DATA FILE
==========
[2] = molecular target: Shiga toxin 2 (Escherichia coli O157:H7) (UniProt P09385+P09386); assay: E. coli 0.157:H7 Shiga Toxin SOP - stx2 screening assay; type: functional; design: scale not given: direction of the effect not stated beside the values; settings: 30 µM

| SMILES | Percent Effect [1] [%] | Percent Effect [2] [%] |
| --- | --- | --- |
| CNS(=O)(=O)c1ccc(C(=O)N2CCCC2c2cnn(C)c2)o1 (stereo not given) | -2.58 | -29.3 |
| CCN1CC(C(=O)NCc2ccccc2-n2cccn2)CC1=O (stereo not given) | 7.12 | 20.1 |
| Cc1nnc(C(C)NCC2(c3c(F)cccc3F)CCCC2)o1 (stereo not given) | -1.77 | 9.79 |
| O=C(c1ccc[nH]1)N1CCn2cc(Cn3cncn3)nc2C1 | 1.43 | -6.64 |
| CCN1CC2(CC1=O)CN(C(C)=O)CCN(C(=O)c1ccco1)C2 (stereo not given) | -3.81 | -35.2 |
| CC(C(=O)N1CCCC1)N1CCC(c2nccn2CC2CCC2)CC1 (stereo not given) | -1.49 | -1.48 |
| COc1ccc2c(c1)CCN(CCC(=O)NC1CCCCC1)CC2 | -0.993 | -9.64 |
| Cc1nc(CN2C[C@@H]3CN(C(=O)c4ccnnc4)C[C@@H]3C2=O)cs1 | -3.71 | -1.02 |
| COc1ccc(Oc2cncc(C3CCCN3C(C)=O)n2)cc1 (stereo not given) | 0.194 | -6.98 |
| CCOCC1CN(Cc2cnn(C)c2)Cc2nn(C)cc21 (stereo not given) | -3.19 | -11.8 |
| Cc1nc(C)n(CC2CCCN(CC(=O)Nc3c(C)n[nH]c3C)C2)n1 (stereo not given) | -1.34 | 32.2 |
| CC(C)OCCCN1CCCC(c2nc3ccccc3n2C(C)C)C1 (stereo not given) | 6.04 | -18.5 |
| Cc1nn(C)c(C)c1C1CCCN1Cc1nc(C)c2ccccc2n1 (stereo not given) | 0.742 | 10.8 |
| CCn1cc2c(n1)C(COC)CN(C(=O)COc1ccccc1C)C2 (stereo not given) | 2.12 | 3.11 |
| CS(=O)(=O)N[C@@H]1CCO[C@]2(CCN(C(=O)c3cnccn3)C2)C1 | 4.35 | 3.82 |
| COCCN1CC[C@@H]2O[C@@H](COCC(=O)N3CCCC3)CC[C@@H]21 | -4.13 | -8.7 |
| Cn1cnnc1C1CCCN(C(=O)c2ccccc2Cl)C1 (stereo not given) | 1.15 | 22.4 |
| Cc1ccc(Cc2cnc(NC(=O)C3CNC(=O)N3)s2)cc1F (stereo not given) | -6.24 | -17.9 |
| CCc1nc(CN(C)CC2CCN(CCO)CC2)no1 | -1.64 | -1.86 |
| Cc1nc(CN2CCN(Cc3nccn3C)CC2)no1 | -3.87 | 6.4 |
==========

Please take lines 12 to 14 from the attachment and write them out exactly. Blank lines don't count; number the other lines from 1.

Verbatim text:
| COc1ccc(Oc2cncc(C3CCCN3C(C)=O)n2)cc1 (stereo not given) | 0.194 | -6.98 |
| CCOCC1CN(Cc2cnn(C)c2)Cc2nn(C)cc21 (stereo not given) | -3.19 | -11.8 |
| Cc1nc(C)n(CC2CCCN(CC(=O)Nc3c(C)n[nH]c3C)C2)n1 (stereo not given) | -1.34 | 32.2 |